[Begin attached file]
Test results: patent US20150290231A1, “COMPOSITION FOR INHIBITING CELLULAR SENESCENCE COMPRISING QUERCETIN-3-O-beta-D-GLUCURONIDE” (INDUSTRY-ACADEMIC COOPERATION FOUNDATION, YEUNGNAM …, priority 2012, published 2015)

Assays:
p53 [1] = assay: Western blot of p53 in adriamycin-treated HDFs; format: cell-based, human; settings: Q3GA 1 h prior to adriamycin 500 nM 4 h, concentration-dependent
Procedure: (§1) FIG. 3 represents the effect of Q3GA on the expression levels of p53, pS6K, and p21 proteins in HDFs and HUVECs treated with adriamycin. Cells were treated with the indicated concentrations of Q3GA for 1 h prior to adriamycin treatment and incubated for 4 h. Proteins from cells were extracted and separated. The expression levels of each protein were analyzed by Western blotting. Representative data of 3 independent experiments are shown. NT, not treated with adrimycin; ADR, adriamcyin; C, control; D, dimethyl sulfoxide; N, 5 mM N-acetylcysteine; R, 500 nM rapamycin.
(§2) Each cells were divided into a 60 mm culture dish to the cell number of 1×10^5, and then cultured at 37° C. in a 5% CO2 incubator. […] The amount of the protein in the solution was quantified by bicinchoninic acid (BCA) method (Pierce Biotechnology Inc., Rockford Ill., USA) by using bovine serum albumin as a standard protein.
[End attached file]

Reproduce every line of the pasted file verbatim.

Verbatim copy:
Test results: patent US20150290231A1, “COMPOSITION FOR INHIBITING CELLULAR SENESCENCE COMPRISING QUERCETIN-3-O-beta-D-GLUCURONIDE” (INDUSTRY-ACADEMIC COOPERATION FOUNDATION, YEUNGNAM …, priority 2012, published 2015)

Assays:
p53 [1] = assay: Western blot of p53 in adriamycin-treated HDFs; format: cell-based, human; settings: Q3GA 1 h prior to adriamycin 500 nM 4 h, concentration-dependent
Procedure: (§1) FIG. 3 represents the effect of Q3GA on the expression levels of p53, pS6K, and p21 proteins in HDFs and HUVECs treated with adriamycin. Cells were treated with the indicated concentrations of Q3GA for 1 h prior to adriamycin treatment and incubated for 4 h. Proteins from cells were extracted and separated. The expression levels of each protein were analyzed by Western blotting. Representative data of 3 independent experiments are shown. NT, not treated with adrimycin; ADR, adriamcyin; C, control; D, dimethyl sulfoxide; N, 5 mM N-acetylcysteine; R, 500 nM rapamycin.
(§2) Each cells were divided into a 60 mm culture dish to the cell number of 1×10^5, and then cultured at 37° C. in a 5% CO2 incubator. […] The amount of the protein in the solution was quantified by bicinchoninic acid (BCA) method (Pierce Biotechnology Inc., Rockford Ill., USA) by using bovine serum albumin as a standard protein.